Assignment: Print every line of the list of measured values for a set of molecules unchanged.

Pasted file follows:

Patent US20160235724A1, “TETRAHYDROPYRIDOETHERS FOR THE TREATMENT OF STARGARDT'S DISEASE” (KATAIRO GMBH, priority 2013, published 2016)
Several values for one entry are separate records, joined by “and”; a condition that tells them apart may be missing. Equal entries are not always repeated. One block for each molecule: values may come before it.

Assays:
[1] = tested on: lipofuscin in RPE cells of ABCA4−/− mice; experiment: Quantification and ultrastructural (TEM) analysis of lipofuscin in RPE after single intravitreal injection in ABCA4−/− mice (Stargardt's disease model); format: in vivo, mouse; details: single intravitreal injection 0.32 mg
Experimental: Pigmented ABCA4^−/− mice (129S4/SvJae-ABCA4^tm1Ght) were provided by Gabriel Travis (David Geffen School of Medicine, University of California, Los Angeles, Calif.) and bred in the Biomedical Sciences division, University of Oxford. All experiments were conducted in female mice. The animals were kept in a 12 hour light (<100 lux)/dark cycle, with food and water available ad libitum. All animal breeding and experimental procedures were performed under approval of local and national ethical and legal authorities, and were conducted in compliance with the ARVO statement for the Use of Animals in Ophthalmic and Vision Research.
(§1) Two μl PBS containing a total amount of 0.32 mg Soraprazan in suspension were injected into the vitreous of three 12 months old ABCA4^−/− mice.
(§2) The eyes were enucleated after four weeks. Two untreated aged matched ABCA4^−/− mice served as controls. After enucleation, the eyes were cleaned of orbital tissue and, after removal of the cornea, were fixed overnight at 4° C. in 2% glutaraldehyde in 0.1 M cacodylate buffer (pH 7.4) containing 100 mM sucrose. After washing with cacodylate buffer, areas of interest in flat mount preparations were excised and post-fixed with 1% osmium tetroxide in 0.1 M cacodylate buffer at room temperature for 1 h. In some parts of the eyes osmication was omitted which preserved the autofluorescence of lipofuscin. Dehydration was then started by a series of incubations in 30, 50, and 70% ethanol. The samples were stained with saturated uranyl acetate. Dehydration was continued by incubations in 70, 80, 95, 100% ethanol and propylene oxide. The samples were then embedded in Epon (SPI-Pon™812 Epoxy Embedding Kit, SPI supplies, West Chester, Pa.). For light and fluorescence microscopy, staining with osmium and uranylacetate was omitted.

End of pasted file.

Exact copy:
Patent US20160235724A1, “TETRAHYDROPYRIDOETHERS FOR THE TREATMENT OF STARGARDT'S DISEASE” (KATAIRO GMBH, priority 2013, published 2016)
Several values for one entry are separate records, joined by “and”; a condition that tells them apart may be missing. Equal entries are not always repeated. One block for each molecule: values may come before it.

Assays:
[1] = tested on: lipofuscin in RPE cells of ABCA4−/− mice; experiment: Quantification and ultrastructural (TEM) analysis of lipofuscin in RPE after single intravitreal injection in ABCA4−/− mice (Stargardt's disease model); format: in vivo, mouse; details: single intravitreal injection 0.32 mg
Experimental: Pigmented ABCA4^−/− mice (129S4/SvJae-ABCA4^tm1Ght) were provided by Gabriel Travis (David Geffen School of Medicine, University of California, Los Angeles, Calif.) and bred in the Biomedical Sciences division, University of Oxford. All experiments were conducted in female mice. The animals were kept in a 12 hour light (<100 lux)/dark cycle, with food and water available ad libitum. All animal breeding and experimental procedures were performed under approval of local and national ethical and legal authorities, and were conducted in compliance with the ARVO statement for the Use of Animals in Ophthalmic and Vision Research.
(§1) Two μl PBS containing a total amount of 0.32 mg Soraprazan in suspension were injected into the vitreous of three 12 months old ABCA4^−/− mice.
(§2) The eyes were enucleated after four weeks. Two untreated aged matched ABCA4^−/− mice served as controls. After enucleation, the eyes were cleaned of orbital tissue and, after removal of the cornea, were fixed overnight at 4° C. in 2% glutaraldehyde in 0.1 M cacodylate buffer (pH 7.4) containing 100 mM sucrose. After washing with cacodylate buffer, areas of interest in flat mount preparations were excised and post-fixed with 1% osmium tetroxide in 0.1 M cacodylate buffer at room temperature for 1 h. In some parts of the eyes osmication was omitted which preserved the autofluorescence of lipofuscin. Dehydration was then started by a series of incubations in 30, 50, and 70% ethanol. The samples were stained with saturated uranyl acetate. Dehydration was continued by incubations in 70, 80, 95, 100% ethanol and propylene oxide. The samples were then embedded in Epon (SPI-Pon™812 Epoxy Embedding Kit, SPI supplies, West Chester, Pa.). For light and fluorescence microscopy, staining with osmium and uranylacetate was omitted.